Coincidentally, I ordered a set of Jack Vance omnibus editions earlier this month, and when they arrived I realized I could do the same thing with Vance. I’ve never really explored Vance’s back catalog with any thoroughness here at Black Gate, and it seemed like the right time.

So here we are. We’re kicking things off today with Planet of Adventure, an omnibus collection of four linked space opera novels: City of the Chasch (1968), Servants of the Wankh (1969), The Dirdir (1969), and The Pnume (1970). Next to The Dying Earth this is perhaps Vance’s most popular series, so it’s as  good a place to start as any.

Here’s the blurb:

Stranded on the distant planet Tschai, young Adam Reith is the sole survivor of a space mission who discovers the world is inhabited — not only by warring alien cultures, but human slaves as well, taken early in Earth’s history. Reith must find a way off planet to warn the Earth of Tschai’s deadly existence.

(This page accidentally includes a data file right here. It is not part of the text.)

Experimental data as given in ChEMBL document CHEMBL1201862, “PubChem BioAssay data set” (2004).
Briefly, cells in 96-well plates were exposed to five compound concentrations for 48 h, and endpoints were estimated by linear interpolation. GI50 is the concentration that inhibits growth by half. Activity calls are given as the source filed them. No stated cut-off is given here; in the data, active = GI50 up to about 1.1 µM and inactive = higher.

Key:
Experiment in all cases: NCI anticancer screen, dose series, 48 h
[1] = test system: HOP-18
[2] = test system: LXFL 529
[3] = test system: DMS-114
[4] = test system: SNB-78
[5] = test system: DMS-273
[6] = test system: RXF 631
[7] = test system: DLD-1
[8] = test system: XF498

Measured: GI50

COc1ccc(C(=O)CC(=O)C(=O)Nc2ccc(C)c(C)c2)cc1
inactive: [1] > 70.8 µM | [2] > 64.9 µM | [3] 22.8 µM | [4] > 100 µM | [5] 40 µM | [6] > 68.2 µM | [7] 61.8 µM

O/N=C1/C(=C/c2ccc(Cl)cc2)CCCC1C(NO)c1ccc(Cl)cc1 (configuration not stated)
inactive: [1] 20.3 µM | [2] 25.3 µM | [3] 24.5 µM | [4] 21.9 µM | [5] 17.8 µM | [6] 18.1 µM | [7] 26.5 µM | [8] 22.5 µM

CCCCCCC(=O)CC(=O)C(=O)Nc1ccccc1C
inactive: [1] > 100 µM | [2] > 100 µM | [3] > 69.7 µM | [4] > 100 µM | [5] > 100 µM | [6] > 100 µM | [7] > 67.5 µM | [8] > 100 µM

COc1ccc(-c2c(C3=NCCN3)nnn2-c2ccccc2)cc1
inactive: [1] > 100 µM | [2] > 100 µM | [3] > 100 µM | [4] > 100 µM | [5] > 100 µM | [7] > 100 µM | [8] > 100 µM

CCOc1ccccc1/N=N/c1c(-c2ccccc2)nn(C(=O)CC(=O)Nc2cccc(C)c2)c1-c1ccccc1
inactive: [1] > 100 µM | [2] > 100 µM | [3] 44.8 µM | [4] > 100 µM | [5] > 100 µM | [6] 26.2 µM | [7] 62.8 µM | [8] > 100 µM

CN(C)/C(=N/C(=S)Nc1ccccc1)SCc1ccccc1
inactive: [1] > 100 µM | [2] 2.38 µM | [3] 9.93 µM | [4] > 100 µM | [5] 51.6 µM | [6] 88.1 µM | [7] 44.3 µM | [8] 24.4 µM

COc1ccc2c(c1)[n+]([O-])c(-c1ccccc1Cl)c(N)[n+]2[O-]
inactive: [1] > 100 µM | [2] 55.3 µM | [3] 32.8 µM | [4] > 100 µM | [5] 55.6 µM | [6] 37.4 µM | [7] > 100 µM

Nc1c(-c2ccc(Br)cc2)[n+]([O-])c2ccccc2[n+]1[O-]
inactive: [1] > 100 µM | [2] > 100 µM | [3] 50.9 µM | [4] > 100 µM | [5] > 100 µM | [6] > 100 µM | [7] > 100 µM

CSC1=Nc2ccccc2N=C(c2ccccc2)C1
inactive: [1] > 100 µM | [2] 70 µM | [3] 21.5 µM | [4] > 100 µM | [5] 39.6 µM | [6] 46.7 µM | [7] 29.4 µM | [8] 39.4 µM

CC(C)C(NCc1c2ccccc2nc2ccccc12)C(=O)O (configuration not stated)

Against a backdrop of baroque cities and haunted wastelands, sumptuous palaces and riotous inns, Reith will encounter deadly wastrels and murderous aliens, dastardly villains and conniving scoundrels.

And always the random beauty in need of rescue…

…the Planet of Adventure Saga, collected now in one volume, is one of Vance’s best-loved series. The Planet of Adventure novels are fast-paced, classic science fiction with sparkling dialogue, clever and intriguing characters… and have at their core a world as complex and fully realized as Frank Herbert’s Dune. A rollicking adventure with one of Vance’s most likable heroes, Planet of Adventure is a feast for any Jack Vance fan.